The Cancer Center’s Story Project is an effort to capture stories from our community of patients, friends, family, clinicians, and staff who have been affected by cancer in some way. This is Linnea's Story.
- Linnea Olson is living with stage 4 lung cancer. Since her diagnosis, Linnea greets every day with optimism and gratitude, enjoying every moment of her life.
- "We all know what is probable, but think about what is possible."
Experience at Mass General
“I was just telling someone in an email yesterday that [Mass General] is kind of like my home away from home. My medical team has become like my family. I’ve been coming here for 12 years in April.”
“In my particular case, I wouldn’t be alive if I didn’t come here. I have stage 4 lung cancer and my care here has been just absolutely cutting edge. For instance, in 2008, I had run out of treatment options and basically had a talk with my oncologist and I asked ‘how much time do I have left?’ and he said 3 to 5 months. Then, I had a biopsy that was submitted for genetic testing and I was found to have the ALK mutation and they had a clinical trial here that targeted it. I became the fourth person in the world with non-small cell lung cancer to try this particular experimental therapy. It worked. Now I’m on my third phase clinical trial.”
Since Being Diagnosed…
“My life has changed in pretty much every way. Prior to my diagnosis, I think there were so many things I was afraid of, including cancer. When I was diagnosed, I was only 45. I’ve never smoked and I couldn’t believe that this had happened. I used to tell people that a diagnosis is like that feeling of being in an airplane when it’s going down. I just thought ‘this was it.’ I have been to so many places since then that I never thought I would go. When you have advanced cancer the treatments that I’m getting don’t represent a cure. They just stop the cancer for a while and it’s kind of always like this. That can be incredibly nerve-wracking but I realized early on that I had some personal qualities that kind of made me ideal for this journey. I’m not risk adverse. I sit well with uncertainty. I’m very resilient. All of that has just been strengthened and in the meantime, I’m no longer afraid of much of anything. Back when I used to say ‘I can’t’ now I say ‘I can’.”
“I think with cancer, far too often there is emphasis on cure. We all just want to get it out of our body. I think it’s important to understand that you actually can live with this disease and for me; my hopes were dashed pretty early. When I was diagnosed, I was stage 1 so I had surgery with most of my left lung removed followed by chemotherapy. My first scan after chemo I already had something back in my lungs. I immediately had to switch up from thinking I was going to be cured to I’m just going to survive for as long as I can. My original oncologist was super helpful when he explained to me that with every bell curve, there are a lot of people here in the middle and there are some people on this end who don’t do very well, but there are some people way out on this end who do exceptionally well. He called them ‘outliers’ and I would ask him to tell me stories of outliers like they were fairytales. I just focused on that bell curve and decided that I was going to be an outlier. And what do you know, I am."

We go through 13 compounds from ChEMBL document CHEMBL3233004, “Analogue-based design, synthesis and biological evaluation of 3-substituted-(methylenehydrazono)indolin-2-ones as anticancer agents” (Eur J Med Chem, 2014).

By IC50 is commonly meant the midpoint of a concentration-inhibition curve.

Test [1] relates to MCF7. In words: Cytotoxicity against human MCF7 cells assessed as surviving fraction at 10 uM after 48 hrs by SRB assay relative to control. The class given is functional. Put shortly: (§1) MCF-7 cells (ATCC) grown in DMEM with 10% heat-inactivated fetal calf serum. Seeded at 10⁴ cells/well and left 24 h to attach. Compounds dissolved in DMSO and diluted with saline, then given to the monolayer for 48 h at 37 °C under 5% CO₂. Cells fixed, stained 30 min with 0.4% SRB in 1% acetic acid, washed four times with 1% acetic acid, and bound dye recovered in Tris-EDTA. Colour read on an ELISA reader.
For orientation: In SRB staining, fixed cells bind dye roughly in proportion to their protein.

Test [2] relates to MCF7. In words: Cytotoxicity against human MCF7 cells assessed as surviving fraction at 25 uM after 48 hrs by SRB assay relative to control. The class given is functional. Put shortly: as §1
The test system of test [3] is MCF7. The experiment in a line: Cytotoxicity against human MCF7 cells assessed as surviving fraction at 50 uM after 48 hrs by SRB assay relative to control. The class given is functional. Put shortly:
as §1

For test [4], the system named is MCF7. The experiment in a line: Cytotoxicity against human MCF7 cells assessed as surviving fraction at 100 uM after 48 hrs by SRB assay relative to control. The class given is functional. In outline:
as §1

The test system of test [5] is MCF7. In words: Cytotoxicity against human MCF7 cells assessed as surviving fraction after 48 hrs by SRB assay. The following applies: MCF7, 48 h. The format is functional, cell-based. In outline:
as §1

“I’ve had two extraordinary oncologists here. I guess the other thing I would say is we all know what is probable but think about what is possible. There are always exceptions. I just decided right in the beginning to think of myself as exceptional. It was exceptional that I had gotten this disease in the first place, so why couldn’t I be exceptional and survive?"
“I’ve been so fortunate because when I was diagnosed my youngest was 7 and almost 8 years to the day I was told that I only had 3 to 5 months to live. I got to see him graduate from high school and he just started college in the fall here in Boston. Pretty cool.”
Happiest Moment Since Diagnosis
“Every day honestly. Certainly, when I responded to that first clinical trial it was like a fairytale quality because I had accepted that I was going to die. I was seeing a psychiatrist to help me prepare. There was no option. So to be given a second change, was an extraordinary day. But I do start every single day by saying ‘I’m alive. I’m alive. I’m alive.’ I emailed a friend today and told her that today I threw in a couple extra because I was really feeling it. I know what a gift each day is and I really do my best to enjoy every moment. Even when I’m stuck in traffic, the commute just sucked, but I was hearing good songs on the radio. It’s okay.”
“Approach life with gratitude. As difficult as it is to face something like a terminal cancer, it’s such an extraordinary honor to have so many people working so hard to try to keep me alive. I think the best part of my journey has been all the people that it has brought me in contact with. I have met some of the most extraordinary people, like my oncologist now, Dr. Alice Shaw, she’s my personal goddess. I just feel very lucky.”
We all know what is probable, but think about what is possible.
This interview took place October 25th, 2016 and has been edited for clarity.